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Lifestyle Intervention and Metformin for Women With Polycystic Ovary Syndrome (PCOS)

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ClinicalTrials.gov Identifier: NCT00151411
Recruitment Status : Completed
First Posted : September 9, 2005
Results First Posted : November 8, 2011
Last Update Posted : October 16, 2017
Sponsor:
Collaborator:
Eunice Kennedy Shriver National Institute of Child Health and Human Development (NICHD)
Information provided by (Responsible Party):
Richard S. Legro, M.D., Milton S. Hershey Medical Center

Brief Summary:
The purpose of this study is to determine if the combination therapy of lifestyle intervention and use of Metformin together will improve ovulation induction and hyperandrogenemia in women with polycystic ovary syndrome, by gathering data from adult and adolescent females.

Condition or disease Intervention/treatment Phase
Polycystic Ovary Syndrome Drug: Metformin Drug: Placebo Behavioral: Lifestyle Intervention Phase 2

Detailed Description:
PCOS is characterized by excess circulating androgen levels and chronic anovulation. PCOS is also characterized by insulin resistance and hyperinsulinemia. Several recent studies in a variety of non-hospital based populations have provided evidence that the incidence of hyperandrogenic chronic anovulation is in the range of 4-6% of the female population. Improvements in insulin sensitivity in women with PCOS, either through lifestyle changes or through pharmaceutical intervention, have consistently resulted in a marked improvement in the reproductive and metabolic abnormalities in PCOS. The primary objective in the adult female population is to determine that combination therapy will improve ovulatory frequency. Secondary objective is to improve circulating hyperandrogenemia and insulin sensitivity then single agent therapy. The primary objective of the adolescent population is to determine that the combination therapy will improve hyperandrogenemia. Secondary objective is to improve ovulatory frequency and insulin sensitivity than just the use of a single agent therapy.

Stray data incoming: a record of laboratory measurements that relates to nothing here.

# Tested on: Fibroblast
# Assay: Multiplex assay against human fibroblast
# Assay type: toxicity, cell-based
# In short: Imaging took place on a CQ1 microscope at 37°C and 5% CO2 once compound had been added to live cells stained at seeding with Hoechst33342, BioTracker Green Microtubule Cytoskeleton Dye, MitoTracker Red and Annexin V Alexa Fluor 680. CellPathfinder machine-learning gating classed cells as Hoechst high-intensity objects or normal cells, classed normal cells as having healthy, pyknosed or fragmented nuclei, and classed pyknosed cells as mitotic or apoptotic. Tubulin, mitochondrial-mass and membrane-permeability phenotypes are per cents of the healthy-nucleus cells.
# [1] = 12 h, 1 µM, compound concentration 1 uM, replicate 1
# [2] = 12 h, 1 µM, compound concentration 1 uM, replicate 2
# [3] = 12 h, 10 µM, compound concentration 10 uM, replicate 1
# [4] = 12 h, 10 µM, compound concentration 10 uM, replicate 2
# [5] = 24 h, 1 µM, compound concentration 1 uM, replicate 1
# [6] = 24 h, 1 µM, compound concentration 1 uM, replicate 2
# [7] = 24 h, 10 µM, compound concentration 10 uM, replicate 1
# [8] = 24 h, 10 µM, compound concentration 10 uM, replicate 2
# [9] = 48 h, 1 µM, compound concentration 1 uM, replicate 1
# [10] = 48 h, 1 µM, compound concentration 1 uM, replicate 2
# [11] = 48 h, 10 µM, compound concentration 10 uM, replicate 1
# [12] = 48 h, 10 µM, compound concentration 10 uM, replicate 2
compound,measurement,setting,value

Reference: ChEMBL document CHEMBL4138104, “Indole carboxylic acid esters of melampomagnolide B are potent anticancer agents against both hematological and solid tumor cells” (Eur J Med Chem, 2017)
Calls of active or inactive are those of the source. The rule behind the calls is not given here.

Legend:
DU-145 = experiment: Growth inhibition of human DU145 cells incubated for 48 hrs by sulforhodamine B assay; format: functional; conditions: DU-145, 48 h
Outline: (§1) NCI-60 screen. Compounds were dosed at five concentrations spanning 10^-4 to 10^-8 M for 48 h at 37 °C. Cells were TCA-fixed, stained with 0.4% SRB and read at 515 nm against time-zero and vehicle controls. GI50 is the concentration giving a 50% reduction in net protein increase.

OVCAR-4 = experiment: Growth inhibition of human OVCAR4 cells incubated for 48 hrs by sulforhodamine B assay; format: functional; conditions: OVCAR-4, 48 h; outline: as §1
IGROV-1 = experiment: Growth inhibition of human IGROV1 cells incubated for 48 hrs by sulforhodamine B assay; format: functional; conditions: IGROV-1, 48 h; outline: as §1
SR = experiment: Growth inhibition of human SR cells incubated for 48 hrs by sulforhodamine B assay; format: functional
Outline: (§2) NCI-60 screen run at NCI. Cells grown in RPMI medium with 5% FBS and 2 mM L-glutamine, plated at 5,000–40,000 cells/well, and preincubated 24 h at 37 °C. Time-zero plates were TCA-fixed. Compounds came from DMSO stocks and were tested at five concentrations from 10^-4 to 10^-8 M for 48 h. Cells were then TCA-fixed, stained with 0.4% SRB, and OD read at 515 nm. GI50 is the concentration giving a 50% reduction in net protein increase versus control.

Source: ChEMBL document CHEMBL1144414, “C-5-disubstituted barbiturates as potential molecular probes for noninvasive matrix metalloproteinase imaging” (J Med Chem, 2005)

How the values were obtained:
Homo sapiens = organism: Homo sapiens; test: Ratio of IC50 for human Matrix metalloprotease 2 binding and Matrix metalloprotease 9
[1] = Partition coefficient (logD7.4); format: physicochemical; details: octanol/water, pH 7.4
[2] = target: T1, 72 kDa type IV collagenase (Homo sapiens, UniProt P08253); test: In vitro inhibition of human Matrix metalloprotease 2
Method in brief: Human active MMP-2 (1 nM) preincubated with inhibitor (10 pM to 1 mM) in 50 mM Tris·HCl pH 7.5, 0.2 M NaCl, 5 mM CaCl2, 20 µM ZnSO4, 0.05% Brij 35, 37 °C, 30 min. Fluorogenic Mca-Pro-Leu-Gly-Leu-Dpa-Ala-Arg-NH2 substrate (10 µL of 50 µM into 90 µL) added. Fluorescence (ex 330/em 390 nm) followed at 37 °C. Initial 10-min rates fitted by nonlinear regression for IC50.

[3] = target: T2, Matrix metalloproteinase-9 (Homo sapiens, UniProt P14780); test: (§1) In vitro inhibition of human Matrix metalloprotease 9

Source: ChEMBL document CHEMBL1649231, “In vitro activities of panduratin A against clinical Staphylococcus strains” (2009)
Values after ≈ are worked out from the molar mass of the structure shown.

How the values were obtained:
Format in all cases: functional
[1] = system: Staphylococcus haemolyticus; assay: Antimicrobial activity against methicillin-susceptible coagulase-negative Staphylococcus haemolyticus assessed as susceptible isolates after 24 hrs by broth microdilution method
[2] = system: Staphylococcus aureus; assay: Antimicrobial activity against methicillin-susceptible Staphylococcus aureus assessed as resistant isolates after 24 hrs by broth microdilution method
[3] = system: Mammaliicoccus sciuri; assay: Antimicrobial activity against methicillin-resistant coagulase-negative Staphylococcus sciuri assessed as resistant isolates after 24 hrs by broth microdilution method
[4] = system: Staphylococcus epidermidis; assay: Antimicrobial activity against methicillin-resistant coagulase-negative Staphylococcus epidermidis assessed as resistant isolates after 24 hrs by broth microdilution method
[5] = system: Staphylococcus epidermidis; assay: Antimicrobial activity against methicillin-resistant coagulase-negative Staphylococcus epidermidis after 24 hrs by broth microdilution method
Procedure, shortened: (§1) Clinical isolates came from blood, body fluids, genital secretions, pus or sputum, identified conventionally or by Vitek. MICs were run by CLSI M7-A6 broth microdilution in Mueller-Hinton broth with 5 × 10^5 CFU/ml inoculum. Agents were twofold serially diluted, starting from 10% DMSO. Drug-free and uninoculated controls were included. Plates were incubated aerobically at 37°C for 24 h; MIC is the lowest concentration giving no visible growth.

Study Type : Interventional  (Clinical Trial)
Actual Enrollment : 114 participants
Allocation: Randomized
Intervention Model: Parallel Assignment
Masking: Triple (Participant, Care Provider, Investigator)
Primary Purpose: Treatment
Official Title: The Effect of Combination Therapy With Lifestyle Intervention and Metformin in Females With Polycystic Ovary Syndrome
Study Start Date : October 2004
Primary Completion Date : March 2008
Study Completion Date : March 2008

Resource links provided by the National Library of Medicine

U.S. FDA Resources

Arm Intervention/treatment
Experimental: Metformin
Metformin
Drug: Metformin
Medication was initiated in a step-up fashion every five days, from one tablet per day to four (500 mg per tablet).
Behavioral: Lifestyle Intervention
A combined intervention of diet and exercise was employed with the goal of achieving an average weight loss of at least 7% of initial body weight over six months with a prescription of 150 min/week of exercise combined with a low-calorie diet.